Part 2 in an occasional series about how digital products and services can learn from real world experiences
As designers and makers we all aspire to be able to grow and improve the things we create. Either because it’s part of the plan (a minimum viable product launch), or because since release you’ve discovered new user behaviours or requirements that need to be rolled in. Or it may be because technology and standards have changed around you. Unleashing a new release is what agilistas live for. But what happens if you can’t? What happens if you can’t improve upon your original product and make a second release?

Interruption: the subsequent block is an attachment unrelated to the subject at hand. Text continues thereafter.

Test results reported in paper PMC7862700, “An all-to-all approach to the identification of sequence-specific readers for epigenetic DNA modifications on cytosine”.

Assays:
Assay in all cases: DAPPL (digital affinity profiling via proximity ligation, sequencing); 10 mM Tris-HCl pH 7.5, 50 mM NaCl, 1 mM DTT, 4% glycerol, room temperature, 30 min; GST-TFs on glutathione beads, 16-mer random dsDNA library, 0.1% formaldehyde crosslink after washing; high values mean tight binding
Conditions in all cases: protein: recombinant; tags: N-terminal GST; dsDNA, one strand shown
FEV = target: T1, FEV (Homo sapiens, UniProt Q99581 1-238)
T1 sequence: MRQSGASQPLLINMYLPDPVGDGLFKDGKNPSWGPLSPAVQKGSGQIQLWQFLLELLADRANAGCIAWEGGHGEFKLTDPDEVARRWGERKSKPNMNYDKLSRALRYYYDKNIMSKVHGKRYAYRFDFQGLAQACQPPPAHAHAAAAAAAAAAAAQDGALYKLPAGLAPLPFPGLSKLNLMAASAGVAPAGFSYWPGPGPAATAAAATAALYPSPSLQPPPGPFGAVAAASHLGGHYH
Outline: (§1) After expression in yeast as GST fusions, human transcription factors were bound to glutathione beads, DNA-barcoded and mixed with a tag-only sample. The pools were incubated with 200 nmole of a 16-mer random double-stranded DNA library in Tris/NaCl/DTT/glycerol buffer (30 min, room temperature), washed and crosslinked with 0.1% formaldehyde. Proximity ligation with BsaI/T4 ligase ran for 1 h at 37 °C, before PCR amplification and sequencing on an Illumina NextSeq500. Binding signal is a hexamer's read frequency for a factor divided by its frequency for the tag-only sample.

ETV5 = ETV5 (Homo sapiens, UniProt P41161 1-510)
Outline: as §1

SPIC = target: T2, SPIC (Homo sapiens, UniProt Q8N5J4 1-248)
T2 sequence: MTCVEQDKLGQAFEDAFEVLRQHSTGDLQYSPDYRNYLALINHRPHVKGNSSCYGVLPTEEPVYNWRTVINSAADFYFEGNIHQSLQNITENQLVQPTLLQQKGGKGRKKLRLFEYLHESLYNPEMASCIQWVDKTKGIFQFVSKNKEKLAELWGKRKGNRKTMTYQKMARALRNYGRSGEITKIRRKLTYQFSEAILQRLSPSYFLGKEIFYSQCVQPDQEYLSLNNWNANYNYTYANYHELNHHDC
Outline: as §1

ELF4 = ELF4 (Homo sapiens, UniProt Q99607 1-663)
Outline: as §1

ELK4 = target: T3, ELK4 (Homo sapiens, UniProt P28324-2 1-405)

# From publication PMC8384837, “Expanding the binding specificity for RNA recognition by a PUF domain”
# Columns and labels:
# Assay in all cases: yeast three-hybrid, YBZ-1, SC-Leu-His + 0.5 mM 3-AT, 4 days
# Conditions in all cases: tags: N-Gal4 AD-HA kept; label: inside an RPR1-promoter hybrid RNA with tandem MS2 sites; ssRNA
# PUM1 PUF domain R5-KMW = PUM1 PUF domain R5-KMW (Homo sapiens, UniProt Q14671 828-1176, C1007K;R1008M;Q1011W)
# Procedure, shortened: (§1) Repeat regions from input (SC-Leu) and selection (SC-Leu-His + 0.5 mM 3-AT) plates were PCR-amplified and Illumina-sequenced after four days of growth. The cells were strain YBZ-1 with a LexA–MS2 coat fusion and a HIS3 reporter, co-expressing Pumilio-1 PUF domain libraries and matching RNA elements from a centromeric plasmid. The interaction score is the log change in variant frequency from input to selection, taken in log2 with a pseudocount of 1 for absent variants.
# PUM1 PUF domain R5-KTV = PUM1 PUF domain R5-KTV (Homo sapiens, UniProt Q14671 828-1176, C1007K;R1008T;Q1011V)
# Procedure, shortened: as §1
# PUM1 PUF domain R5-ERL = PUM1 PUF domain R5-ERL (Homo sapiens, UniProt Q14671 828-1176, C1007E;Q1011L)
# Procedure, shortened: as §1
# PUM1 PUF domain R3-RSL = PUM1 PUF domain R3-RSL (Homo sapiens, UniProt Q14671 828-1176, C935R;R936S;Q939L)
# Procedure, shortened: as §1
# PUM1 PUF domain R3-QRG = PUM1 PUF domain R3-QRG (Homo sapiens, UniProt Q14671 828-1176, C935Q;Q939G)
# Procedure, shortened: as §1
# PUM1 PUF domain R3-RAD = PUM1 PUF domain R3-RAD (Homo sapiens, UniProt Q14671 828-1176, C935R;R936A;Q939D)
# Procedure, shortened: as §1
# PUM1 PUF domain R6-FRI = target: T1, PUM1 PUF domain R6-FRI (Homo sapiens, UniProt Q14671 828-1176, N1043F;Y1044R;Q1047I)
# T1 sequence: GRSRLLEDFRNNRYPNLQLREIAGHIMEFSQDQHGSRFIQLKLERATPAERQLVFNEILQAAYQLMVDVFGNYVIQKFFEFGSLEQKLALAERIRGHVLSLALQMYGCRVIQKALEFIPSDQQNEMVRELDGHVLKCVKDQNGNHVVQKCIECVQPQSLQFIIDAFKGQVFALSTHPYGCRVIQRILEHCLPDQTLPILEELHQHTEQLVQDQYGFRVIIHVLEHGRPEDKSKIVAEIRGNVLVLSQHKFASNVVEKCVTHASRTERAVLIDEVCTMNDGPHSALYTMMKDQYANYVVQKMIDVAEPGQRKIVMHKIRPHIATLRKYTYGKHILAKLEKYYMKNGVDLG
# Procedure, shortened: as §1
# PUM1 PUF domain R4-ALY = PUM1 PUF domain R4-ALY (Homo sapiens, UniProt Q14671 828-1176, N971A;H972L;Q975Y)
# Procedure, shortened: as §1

This could be for any number of reasons – changing priorities, budgets drying up, teams moving on or the project’s sponsors having a ‘that’ll do’ attitude. Or maybe the world has shifted, and you’re stuck with a design, product or technology platform that simply can’t be updated easily without massive investment.
A good example of this are the self-service ticket machines at railway stations. It’s difficult to imagine a more heinous crime against user experience than the machines across the National Express network. Instead of speeding up or simplifying the ticket buying process, they add complexity and hassle – what should be easy is made into a soul-destroying moment.